Skylights featured on Astronomy Picture of the Day

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Skylights featured nine times on Earth Science Picture of the Day: 1 2 3 4 5 6 7 8 9


Photo of the Week. Raincloud.

Astronomy news for the week starting Friday, July 2, 2010.

Our constant Moon begins the week in the late stages of its waning gibbous phase as it heads towards its third quarter to help celebrate the Fourth of July. Look for the "perfect" quarter in the eastern morning sky during daylight. The Moon then spends the rest of the week fading away in the waning crescent, as it heads towards new next week and a total solar eclipse on July 11 that will be visible on a long track across the Pacific Ocean (and that misses North America altogether). The waning crescent will spend two days making a nice pairing with bright Jupiter. The morning of Saturday the 3rd, look for the planet to the southeast of the Moon, the following night to the southwest of it (the actual conjunction taking place the evening of the 3rd and out of sight). Just five hours before, the Moon passes north of Uranus, the two planets still very much hanging out together.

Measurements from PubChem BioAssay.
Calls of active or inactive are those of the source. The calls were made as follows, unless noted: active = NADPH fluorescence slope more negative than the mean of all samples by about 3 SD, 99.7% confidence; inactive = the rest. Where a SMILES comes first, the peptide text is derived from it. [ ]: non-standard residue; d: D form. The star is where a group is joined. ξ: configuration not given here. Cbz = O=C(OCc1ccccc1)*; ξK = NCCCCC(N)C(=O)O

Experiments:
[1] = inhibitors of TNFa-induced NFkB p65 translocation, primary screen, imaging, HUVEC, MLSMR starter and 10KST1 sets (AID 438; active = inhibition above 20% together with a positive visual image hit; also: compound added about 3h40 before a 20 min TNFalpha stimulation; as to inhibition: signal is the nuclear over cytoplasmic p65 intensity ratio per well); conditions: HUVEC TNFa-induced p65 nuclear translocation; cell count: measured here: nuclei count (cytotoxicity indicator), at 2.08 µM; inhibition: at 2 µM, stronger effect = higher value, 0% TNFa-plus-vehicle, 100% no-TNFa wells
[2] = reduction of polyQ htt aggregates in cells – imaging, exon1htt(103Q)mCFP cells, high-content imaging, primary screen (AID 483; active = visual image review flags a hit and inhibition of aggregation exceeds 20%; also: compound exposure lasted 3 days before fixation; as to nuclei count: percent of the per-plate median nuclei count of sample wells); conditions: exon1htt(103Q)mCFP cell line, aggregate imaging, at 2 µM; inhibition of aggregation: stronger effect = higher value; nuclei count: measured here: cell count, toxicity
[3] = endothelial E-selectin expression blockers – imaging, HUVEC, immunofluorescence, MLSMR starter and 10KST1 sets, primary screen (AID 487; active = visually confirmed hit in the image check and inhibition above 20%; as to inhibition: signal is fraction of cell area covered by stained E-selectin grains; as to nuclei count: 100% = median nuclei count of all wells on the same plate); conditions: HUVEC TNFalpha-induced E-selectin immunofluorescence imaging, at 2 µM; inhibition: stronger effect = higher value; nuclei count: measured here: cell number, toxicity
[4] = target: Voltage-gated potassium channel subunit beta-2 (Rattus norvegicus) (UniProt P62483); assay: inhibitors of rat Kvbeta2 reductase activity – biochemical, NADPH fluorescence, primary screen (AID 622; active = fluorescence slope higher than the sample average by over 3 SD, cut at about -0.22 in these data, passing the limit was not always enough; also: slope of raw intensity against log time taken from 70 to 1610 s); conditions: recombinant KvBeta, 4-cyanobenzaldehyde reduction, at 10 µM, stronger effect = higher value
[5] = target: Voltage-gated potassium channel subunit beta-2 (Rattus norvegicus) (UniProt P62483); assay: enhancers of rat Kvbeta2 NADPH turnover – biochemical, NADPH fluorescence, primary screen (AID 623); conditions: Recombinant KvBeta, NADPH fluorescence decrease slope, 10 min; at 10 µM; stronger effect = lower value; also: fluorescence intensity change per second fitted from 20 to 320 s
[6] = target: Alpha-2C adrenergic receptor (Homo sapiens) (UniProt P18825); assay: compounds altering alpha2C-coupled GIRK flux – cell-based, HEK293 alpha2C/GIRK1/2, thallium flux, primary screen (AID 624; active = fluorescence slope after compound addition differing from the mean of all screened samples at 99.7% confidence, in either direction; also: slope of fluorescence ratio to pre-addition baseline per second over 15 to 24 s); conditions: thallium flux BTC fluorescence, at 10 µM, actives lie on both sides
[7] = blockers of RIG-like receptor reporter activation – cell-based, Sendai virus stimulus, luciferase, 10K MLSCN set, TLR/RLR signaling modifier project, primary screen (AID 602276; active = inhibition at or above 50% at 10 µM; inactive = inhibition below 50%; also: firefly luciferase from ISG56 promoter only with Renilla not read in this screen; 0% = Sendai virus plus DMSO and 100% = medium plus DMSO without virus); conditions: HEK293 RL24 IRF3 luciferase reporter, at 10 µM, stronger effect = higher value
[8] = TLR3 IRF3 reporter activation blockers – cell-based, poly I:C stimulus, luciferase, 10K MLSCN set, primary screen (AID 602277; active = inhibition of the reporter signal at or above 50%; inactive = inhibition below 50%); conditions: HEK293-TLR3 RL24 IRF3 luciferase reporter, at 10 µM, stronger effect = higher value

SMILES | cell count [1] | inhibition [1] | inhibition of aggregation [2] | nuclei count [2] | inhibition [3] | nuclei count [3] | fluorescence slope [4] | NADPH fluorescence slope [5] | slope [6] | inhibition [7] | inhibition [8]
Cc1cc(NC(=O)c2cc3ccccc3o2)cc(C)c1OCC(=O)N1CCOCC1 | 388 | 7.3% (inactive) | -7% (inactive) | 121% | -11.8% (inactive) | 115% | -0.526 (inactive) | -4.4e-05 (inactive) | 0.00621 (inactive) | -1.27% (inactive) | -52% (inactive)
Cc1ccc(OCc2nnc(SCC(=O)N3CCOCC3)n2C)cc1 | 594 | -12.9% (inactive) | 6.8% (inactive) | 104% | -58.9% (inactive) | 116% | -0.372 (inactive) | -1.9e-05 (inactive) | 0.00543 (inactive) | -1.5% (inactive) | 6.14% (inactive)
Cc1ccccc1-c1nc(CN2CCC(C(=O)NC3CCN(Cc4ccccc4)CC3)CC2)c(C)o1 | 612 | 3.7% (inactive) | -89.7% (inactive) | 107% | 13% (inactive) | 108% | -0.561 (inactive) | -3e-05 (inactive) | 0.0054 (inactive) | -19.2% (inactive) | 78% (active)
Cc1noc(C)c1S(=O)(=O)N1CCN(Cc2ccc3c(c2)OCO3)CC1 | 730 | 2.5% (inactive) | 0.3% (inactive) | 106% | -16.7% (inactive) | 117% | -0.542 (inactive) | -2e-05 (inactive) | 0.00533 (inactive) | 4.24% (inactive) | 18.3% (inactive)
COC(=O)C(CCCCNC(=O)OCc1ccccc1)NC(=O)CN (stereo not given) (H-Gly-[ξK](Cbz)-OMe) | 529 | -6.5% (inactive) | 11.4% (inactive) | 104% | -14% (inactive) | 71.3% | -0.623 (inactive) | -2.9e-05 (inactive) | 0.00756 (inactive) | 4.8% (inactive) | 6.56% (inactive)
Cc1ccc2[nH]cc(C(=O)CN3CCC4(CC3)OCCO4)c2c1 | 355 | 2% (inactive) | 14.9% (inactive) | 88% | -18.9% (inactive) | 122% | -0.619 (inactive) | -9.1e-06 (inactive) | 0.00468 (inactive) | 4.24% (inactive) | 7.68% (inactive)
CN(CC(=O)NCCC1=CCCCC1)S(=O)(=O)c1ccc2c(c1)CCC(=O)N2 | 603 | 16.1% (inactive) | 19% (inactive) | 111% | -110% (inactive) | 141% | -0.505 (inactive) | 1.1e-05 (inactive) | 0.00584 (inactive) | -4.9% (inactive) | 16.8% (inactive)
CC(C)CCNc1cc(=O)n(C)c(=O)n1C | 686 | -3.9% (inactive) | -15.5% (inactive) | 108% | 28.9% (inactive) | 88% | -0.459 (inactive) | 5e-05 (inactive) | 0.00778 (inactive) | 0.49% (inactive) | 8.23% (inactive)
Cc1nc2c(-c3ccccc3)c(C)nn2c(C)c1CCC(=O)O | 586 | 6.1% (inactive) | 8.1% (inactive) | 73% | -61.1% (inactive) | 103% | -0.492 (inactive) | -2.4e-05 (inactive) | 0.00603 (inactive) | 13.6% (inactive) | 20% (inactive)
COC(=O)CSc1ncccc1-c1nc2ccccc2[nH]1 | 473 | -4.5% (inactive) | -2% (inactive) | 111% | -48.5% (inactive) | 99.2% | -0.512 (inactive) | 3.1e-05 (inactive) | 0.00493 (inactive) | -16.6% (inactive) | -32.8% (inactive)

Earth makes more news than anything else, when about the time of sunrise on Tuesday the 6th, it -- and we -- pass orbital aphelion, where we are farthest from the Sun, at a distance of 152,096,000 kilometers, or 94,508,000 miles, 1.7 percent farther than the average. Since we are farthest from the Sun during North American summer, distance obviously has little to do with the seasons, which are caused by the 23.4 degree tilt of the rotation axis relative to the orbital. All things equal, variation in distance makes the southern hemisphere seasons a bit more extreme than the northern ones, but the distribution of oceans in the south pretty much negates the effect.

Venus still shines brightly in the western evening sky as it converges on Leo's Regulus, which it will pass the night of Friday the 9th (the planet still not setting until after the end of evening twilight). A bit to the east, look for reddish Mars (which sets less than an hour after Venus), then farther along find Saturn. Still hanging out in Virgo between Regulus and Spica, the ringed planet is just short of three degrees to the north of the Autumnal Equinox. As Saturn drops below the horizon at midnight Daylight Time, opposing Jupiter rises just a bit to the east of the VERNAL equinox in western Pisces. Except for the crescent Moon, the giant planet then proceeds to dominate the morning sky.

It's a perfect time to find and admire Scorpius, one of the few constellations that actually looks like what it is named for. Look for bright Antares to the south around 11 PM, the reddish supergiant lying at the heart of the graceful curve of bright stars that makes the celestial Scorpion, Orion's nemesis. To the east is the distinctive Little Milk Dipper of Sagittarius.
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